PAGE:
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Anderson Albuquerque is pharma tech lab expert at the Global Pharma Tech Laboratory, Merck SA, Rio de Janeiro, Brazil.
Raphael Lopes is pharma tech lab expert, all at the Global Pharma Tech Laboratory, Merck SA, Rio de Janeiro, Brazil.
Renato BP Pinto is head of the Global Pharma Tech Lab at the Global Pharma Tech Laboratory, Merck SA, Rio de Janeiro, Brazil.
Particle morphology of magnesium stearate, added as an anti-caking agent in a high water‑soluble drug substance, has an influence on the dissolution rate of compressed tablets.
Magnesium stearate (MgSt) is the most commonly used lubricant in solid dosage formulations to improve the formulation processability. It may be used as an anti-caking agent when blended in lesser amounts with APIs with high caking potential as a pre-mix for further processing. This approach changes the surface properties of powders by dry coating it with hydrophobic materials to modify the surface energy and reduce particle interaction (1). This process uses shear and compression to produce a thin, continuous film of lubricant on the surface of the host avoiding the caking effect. But, this hydrophobic layer prevents water from penetrating into the tablet, thus restraining the disintegration and dissolution of the tablets (2).
MgSt is a naturally sourced excipient, and the excipient suppliers use a variety of processes to manufacture different MgSt grades for pharmaceutical applications. Not surprisingly, several studies have reported the presence of source-to-source, manufacturer-to-manufacturer, and lot-to-lot variability in the physical, chemical, and functional characteristics of MgSt (3).
It is well-known that MgSt with a larger surface area may cause a slowing-down of the dissolution rate of some APIs (4). However, the influence of MgSt particle morphology and the blending shear rates in the preparation of a pre-mix on the dissolution rate of high soluble API are often neglected. This study highlights the influence of particle morphology of MgSt when blended with high water-soluble drug at low and high shear rate on the dissolution rate of immediate-release tablets.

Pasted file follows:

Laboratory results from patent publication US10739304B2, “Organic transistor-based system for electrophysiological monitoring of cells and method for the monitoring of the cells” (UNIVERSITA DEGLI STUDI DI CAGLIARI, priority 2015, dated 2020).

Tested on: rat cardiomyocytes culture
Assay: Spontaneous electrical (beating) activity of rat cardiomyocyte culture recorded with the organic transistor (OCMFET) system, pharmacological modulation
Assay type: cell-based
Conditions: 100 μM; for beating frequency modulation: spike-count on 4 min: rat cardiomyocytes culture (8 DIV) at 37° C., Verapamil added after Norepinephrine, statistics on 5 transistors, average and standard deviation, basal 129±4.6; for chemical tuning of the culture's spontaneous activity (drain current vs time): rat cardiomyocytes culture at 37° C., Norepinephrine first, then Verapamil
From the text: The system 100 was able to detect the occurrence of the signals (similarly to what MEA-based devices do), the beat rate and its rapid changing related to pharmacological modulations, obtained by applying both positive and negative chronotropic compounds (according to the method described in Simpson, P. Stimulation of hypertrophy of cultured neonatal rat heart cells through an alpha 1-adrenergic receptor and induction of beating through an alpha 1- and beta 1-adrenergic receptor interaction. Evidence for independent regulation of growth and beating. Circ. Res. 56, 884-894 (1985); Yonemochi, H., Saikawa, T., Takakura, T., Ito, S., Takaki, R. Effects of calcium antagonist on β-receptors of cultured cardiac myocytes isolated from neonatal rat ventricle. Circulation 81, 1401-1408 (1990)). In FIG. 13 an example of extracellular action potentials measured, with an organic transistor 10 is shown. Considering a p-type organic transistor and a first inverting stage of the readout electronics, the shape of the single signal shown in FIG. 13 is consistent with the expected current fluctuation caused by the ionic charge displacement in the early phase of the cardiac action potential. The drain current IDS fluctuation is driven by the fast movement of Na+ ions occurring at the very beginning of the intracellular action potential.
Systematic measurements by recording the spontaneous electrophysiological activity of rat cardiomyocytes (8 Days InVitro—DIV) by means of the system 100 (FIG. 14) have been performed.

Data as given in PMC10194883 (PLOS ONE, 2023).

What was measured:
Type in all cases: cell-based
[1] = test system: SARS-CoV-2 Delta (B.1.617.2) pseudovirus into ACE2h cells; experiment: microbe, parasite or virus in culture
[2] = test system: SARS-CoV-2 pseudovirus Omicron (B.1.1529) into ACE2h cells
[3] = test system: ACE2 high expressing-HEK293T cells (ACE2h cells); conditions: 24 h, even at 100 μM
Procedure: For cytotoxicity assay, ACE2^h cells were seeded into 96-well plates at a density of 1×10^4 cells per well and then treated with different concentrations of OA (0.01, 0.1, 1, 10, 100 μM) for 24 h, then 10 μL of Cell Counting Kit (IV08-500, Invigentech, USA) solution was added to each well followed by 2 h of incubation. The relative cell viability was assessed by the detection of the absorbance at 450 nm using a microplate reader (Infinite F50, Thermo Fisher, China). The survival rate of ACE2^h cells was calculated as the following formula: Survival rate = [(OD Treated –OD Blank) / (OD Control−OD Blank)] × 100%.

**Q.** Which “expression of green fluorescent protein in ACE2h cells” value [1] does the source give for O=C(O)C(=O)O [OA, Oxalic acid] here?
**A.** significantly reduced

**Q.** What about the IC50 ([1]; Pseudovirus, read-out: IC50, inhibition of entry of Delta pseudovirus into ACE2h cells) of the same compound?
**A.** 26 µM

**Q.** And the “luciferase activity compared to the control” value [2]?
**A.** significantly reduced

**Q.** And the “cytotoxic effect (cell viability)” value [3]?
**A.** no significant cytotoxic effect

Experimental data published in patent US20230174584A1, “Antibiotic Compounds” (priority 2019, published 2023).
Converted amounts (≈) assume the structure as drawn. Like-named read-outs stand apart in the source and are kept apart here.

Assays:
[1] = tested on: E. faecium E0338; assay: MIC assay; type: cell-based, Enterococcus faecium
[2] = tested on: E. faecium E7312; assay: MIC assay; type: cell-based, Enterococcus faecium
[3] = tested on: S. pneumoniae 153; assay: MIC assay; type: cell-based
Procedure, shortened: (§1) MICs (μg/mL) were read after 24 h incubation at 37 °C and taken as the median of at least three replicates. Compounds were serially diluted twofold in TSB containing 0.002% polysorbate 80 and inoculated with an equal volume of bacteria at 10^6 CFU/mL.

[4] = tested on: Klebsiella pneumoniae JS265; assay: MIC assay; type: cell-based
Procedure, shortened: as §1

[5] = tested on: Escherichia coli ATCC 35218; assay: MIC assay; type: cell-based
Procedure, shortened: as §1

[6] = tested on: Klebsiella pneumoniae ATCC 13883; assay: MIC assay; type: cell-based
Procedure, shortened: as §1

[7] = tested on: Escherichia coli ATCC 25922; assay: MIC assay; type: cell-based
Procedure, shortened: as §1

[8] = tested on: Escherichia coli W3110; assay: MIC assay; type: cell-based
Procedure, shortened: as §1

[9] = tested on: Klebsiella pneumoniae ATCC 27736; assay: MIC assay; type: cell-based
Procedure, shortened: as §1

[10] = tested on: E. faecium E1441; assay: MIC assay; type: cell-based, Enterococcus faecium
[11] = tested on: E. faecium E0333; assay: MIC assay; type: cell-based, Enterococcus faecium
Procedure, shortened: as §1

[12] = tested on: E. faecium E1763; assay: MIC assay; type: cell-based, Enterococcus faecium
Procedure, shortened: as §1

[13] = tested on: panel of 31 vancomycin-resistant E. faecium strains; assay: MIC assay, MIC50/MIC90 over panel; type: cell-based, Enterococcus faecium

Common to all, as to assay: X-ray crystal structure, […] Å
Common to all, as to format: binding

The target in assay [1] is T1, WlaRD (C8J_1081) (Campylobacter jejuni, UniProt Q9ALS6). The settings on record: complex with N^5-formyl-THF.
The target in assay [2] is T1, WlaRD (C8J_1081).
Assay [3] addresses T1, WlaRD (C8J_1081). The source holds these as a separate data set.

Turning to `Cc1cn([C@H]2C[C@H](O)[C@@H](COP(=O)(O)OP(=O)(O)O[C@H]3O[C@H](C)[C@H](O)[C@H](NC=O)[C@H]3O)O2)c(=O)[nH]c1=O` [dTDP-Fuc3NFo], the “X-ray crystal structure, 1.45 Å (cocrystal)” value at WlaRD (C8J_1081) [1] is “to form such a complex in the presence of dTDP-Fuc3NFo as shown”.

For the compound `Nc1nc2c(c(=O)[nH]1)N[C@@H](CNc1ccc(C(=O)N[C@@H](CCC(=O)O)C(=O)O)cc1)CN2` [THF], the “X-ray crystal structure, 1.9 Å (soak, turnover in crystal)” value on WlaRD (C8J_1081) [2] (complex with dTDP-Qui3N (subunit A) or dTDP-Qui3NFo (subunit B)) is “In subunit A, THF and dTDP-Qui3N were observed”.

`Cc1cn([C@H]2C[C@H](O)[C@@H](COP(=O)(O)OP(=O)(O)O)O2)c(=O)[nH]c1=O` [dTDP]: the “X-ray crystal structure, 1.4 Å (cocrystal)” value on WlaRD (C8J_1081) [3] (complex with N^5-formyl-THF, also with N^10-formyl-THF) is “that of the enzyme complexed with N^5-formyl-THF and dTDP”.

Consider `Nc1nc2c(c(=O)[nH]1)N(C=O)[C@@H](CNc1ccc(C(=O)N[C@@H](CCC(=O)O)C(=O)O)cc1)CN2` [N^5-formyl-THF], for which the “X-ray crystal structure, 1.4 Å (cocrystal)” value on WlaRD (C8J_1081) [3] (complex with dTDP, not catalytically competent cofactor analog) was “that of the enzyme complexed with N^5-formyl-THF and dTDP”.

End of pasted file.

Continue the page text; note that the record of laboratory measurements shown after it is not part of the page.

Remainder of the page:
Materials. Metformin hydrochloride (HCl) was selected as a highly water-soluble drug. MgSt samples were purchased from three different suppliers: Supplier 1 (MgSt S1), Supplier 2 (MgSt S2), and Supplier 3 (MgSt S3). Polyvinylpyrrolidone (PVP) was added as the binder.
MgSt characterization. Surface area (SA) was assessed using the Brunauer-Emmett-Teller (BET) method. Samples were accurately weighed into glass tubing (in the range 1–5 g), and predried at 40 °C for 20 h to remove any surface-attached moisture/solvent. Nitrogen sorption measurements were performed on a ASAP 2420 multistage sorption analyzer (Micromeritics), using highly purified nitrogen as the probe gas at a measurement temperature of –195.85 °C (liquid nitrogen dewar). Sorption measurements were performed in the partial pressure range p/ps 0.03–0.15, with BET multipoint linear regression analysis being performed on seven sorption points in the partial pressure range p/ps 0.05–0.12.
Scanning electron microscopy (SEM) was used to study the agglomeration of the particles. A small amount of powder was prepared on an aluminium sample holder covered by a conductive double-faced adhesive tape. Non-adhered particles were removed from tape by compressed air. To avoid electrostatic charging, the sample was sputtered with platinum (layer thickness: ~10 nm). The prepared sample holder was added into a Leo 1530 scanning electron microscope (ZEISS), and the measurement was performed under high vacuum.
Preparation of pre-mix. About 2 kg of each pre-mix was prepared. 0.5% MgSt was added to Metformin HCl at low shear and high shear mixing rates using a 6-L Laboratory Mixer P 1/6 (Diosna Dierks & Sohne). The low shear mixing rate was run for five minutes with chopper speed at 700 rotations per minute (rpm) and mixer speed at 300 rpm. The high shear mixing rate was run for 10 minutes at chopper speed 2200 rpm and mixer speed at 1000 rpm.
After blending, the pre-mix was allowed to settle for five minutes before unloading the mixer, to reduce material loss due to airborne particles.
Preparation of tablets. All tablets were prepared by the wet granulation method. The pre-mix was granulated with PVP dissolved in water as a binder agent using the 6 L Laboratory Mixer P 1/6 (Diosna Dierks & Sohne). The wet mass was dried using the fluid bed drier Minilab XP (Diosna Dierks & Sohne). Prior to tableting, the dried mass was milled using the conical mill Quadro Comil U3 (Quadro Engineering). The milled granules were formed into tablets using a Korsch XL tablet press (Korsch) equipped with 7 mm compression tooling and 10 mm overfill cam.
The machine setting was kept constant. Tableting speed was set to 10,000 tablets per hour, fill depth was set to obtain a tablet weight of 270 mg, and the main compression was controlled at 15 kN for all experiments.
Dissolution method. The dissolution profile of six tablets of each formulation were tested according to the European Pharmacopoeia (Ph. Eur.) 2.9.3 (5). Each tablet was placed in a vessel filled with 900 mL of purified water at 37 °C ± 0.5 °C. Apparatus 2, with paddles at 50 rotations per minute, was used for stirring. Aliquots were taken at 5, 10, 15, 35, 45, and 60 min and the API dissolved was quantified by ultraviolet-visible spectrophotometry.